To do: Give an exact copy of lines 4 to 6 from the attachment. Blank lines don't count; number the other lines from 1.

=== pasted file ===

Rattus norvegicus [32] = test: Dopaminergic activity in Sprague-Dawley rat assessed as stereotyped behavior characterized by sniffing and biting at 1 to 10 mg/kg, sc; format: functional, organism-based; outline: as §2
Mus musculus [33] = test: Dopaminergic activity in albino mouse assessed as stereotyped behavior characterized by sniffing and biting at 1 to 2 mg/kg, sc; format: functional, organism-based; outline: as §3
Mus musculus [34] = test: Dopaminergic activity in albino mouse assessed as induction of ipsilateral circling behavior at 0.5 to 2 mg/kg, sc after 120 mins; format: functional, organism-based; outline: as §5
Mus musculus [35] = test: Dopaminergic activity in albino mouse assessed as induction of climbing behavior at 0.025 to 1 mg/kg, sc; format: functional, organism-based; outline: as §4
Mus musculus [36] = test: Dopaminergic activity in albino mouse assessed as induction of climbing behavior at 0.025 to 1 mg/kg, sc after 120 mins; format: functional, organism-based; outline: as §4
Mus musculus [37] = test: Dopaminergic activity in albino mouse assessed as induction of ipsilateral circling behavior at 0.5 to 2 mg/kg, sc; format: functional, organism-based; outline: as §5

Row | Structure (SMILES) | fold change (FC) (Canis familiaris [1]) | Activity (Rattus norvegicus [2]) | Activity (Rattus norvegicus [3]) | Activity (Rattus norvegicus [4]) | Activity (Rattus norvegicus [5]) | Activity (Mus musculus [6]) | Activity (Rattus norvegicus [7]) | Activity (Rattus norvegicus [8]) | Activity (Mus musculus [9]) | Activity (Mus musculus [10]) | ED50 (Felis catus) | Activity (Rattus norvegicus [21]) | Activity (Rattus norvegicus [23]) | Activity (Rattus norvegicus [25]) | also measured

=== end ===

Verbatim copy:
Mus musculus [35] = test: Dopaminergic activity in albino mouse assessed as induction of climbing behavior at 0.025 to 1 mg/kg, sc; format: functional, organism-based; outline: as §4
Mus musculus [36] = test: Dopaminergic activity in albino mouse assessed as induction of climbing behavior at 0.025 to 1 mg/kg, sc after 120 mins; format: functional, organism-based; outline: as §4
Mus musculus [37] = test: Dopaminergic activity in albino mouse assessed as induction of ipsilateral circling behavior at 0.5 to 2 mg/kg, sc; format: functional, organism-based; outline: as §5